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Movimento Internazionale per una ‘Bauhaus Imaginista. Perché il Movimento Internazionale per una Bauhaus Immaginista è necessario. n.p. [Alba, Italy]: M.I.B.I, n.d. . 1 p. (two sided); 22 x 30 cm; black ink on green stock.
Leaflet that presents the 27 key theses of the Imaginist Bauhaus. Aalso features “Perchè la Bauhaus e’ cosi importante?” reprinted from Bauhaus 1919-1928.
For more on the MIBI, see our earliest posts this week as well the Notes on the Formation of an Imaginist Bauhaus
We locate a single OCLC copy at Yale’s Beinecke Library.
CONSTANT (Nieuwenhuys). New Babylon Bulletin – nummer 1. Amsterdam, January 1967. 13 p.; ill.; 21 x 30 cm.; black ink on white stock. Stapled, with pages printed on one side only.
First (and only) issue of this scarce publication, comprised of the single article “Traffic in towns”. The issue ends with a reference to the autosaurus, and a copy of Jacobs’s technical drawing is included.
In his Situationist City, Simon Sadler explains: “And so, in his New Babylon Bulletin, Debord’s one-time situationist colle Continue reading
LOI, Tanya. We Make Revolution in Our Spare Time: The history and legacy of the Situationist International. n.p. [United Kingdom]: Public Reading Rooms, 2019. 80 p.; ill.; 19 x 25 cm.; ill. Cover with Return of the Durutti Column comic.
This newest opus on the SI and its aftermath is most notable for contributions by Ron & Anna Hunt, as well as an interview by former King Mob member Dick Pountain. Also included are interviews with two Situationist collectors: Andrew Burgin and yours truly, Mehdi E.H. (the latter included here: Interview 2019 (in book)) Of particular interest to those who want to learn more about the SI in Britain and its influence on British arts, culture and politics more broadly.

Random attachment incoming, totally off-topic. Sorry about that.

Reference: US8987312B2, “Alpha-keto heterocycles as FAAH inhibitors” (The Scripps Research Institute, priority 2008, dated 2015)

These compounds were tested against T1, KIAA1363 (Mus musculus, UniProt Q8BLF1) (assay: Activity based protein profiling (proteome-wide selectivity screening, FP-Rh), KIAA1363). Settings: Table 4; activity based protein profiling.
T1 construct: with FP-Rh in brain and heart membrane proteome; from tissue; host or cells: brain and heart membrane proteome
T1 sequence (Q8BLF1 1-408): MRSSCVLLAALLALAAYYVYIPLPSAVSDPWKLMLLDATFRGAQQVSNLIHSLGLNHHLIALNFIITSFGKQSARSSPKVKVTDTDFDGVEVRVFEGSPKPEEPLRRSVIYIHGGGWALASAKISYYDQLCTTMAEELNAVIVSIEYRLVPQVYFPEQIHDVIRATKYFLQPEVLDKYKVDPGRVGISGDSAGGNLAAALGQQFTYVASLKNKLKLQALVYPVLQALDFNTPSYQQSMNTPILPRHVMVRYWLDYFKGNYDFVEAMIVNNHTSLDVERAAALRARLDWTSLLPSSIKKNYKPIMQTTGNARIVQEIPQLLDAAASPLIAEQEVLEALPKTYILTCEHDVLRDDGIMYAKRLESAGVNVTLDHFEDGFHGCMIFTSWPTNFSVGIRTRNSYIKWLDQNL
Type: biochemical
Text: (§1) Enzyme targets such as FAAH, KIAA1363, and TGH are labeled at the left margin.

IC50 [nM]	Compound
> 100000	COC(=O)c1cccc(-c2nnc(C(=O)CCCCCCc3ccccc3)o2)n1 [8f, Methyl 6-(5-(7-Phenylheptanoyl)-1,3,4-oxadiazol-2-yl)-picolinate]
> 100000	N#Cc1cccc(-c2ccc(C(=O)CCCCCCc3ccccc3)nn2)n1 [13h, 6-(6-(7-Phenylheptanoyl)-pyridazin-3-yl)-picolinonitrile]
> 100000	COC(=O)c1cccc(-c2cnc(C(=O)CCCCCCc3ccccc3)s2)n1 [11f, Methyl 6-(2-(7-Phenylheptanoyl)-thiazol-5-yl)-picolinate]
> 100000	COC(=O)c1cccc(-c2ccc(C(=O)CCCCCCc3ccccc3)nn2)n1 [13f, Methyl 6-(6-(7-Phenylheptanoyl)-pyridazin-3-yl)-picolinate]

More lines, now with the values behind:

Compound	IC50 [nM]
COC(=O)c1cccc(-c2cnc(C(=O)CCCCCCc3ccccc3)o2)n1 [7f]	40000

Copies are available for £15 + shipping (£2-6 depending on destination). Please reach out to me or directly to Tanya (tanyaloi AT hotmail DOT com) for oders.
From back cover:
We make revolution in our spare time explores the ideas, impact and ephemera of the Situationists. This beautifully illustrated work provides an overdue reassessment of this influential yet little-known counter-cultural movement – fifty years since the publication of two seminal Situationist texts, Guy Debord’s The Society of the Spectacle and Raoul Vaneigem’s The Revolution of Everyday Life.
This fascinating compilation opens a window onto the movement through documenting one of the largest private collections of material relating to the Situationist International, its UK offshoot King Mob, and their successors. Gathered over a ten year period by collector Andrew Burgin, this archive spans six decades of rare material; it provides a remarkable insight into the avant-garde SI and its influence on subsequent counter-cultural movements, including the student revolutions of May’68 in Paris and London, and the Punk movement of the late ’70s.
Artist and author Tanya Loi, who catalogued the collection, delineates the long shadow cast by the Situationist International over so many of the cultural and artistic developments of the late 20th century and right up to the present day.
The compilation is enhanced by Loi’s inclusion of interviews with Dick Pountain on King Mob, Situationist collector Mehdi E.H., texts by writer Ron Hunt, artwork by embroidery artist Anna Hunt and Punk contributions by Nick Cash, Mark Helfond and Paul Tinman